Ptolemy V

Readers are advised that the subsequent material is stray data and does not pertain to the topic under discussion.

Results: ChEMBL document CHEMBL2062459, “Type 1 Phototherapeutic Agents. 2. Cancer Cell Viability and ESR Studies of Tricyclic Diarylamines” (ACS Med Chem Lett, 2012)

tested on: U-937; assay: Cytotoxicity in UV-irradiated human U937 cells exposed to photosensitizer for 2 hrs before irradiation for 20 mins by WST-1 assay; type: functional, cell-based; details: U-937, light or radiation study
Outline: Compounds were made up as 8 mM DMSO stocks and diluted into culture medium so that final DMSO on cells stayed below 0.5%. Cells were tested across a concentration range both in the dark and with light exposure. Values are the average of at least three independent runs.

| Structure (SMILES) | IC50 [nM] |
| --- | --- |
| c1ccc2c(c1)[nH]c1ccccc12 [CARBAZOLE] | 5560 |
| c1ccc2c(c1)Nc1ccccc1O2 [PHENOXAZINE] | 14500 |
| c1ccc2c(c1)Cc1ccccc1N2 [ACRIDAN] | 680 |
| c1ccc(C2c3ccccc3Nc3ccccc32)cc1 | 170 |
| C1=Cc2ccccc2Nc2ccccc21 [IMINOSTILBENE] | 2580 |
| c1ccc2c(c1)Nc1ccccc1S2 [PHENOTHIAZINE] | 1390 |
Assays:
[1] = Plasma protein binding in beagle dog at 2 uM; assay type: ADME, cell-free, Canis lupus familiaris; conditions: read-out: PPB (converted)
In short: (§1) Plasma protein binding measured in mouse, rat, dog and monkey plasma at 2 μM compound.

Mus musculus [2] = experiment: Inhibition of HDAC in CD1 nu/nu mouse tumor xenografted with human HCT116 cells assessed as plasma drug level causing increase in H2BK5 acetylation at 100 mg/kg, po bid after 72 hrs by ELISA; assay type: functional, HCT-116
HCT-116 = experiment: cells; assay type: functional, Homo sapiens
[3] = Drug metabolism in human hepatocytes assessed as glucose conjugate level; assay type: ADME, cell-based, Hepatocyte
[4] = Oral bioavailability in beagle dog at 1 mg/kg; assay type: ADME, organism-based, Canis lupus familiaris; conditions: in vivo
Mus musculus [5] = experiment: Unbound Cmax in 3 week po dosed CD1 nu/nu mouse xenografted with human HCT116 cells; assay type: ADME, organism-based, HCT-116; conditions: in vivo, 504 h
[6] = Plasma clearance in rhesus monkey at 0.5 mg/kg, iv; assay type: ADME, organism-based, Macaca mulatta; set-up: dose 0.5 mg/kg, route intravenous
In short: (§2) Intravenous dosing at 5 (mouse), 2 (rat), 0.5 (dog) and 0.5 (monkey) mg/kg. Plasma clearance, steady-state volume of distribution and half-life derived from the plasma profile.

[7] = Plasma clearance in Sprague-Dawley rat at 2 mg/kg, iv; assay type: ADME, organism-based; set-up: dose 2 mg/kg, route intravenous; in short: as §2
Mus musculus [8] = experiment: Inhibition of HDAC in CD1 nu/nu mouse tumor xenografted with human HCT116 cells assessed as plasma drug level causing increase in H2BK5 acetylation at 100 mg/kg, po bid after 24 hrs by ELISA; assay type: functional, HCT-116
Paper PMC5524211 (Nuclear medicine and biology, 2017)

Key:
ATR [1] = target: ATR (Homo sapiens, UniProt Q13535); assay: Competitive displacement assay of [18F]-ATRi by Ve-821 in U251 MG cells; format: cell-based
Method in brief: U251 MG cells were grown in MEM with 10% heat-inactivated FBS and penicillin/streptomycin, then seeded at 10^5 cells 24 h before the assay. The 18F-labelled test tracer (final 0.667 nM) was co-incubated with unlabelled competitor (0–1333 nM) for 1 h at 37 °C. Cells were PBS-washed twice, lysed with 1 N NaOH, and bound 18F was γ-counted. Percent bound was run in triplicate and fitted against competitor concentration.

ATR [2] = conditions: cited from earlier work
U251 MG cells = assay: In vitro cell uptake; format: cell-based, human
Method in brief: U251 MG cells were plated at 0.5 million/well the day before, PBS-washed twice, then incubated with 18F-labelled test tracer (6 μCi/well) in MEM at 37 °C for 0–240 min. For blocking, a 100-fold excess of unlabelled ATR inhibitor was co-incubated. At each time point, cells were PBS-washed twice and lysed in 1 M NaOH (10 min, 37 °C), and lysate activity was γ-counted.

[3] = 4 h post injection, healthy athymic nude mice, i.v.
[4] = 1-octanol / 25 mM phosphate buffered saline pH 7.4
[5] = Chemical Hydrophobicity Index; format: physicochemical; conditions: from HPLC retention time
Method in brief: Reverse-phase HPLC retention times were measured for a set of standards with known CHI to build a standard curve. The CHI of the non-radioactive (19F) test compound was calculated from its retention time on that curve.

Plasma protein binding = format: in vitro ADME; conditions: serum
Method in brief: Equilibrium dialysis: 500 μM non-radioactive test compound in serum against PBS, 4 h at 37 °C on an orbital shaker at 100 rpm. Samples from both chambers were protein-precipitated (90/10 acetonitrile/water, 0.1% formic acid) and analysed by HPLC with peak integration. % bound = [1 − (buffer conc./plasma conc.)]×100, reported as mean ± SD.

Ptolemy V (Ptolemy Epiphanes) ĭpĭfˈənēz [key], d. 180 b.c., king of ancient Egypt (205–180 b.c.), of the Macedonian dynasty, son of Ptolemy IV. He succeeded to the throne as a small boy, and his reign began with disastrous civil wars. Invasions by Antiochus III of Syria and Philip V of Macedon cost Egypt all of Palestine and the Egyptian possessions in Asia Minor. Antiochus defeated Ptolemy decisively at the Battle of Panion in 200 b.c. Peace was confirmed by the marriage of Ptolemy to Cleopatra, daughter of Antiochus. Egypt was much weakened when his reign ended. The Rosetta Stone (see under Rosetta) inscriptions concern Ptolemy's reign and his relations with the priests.

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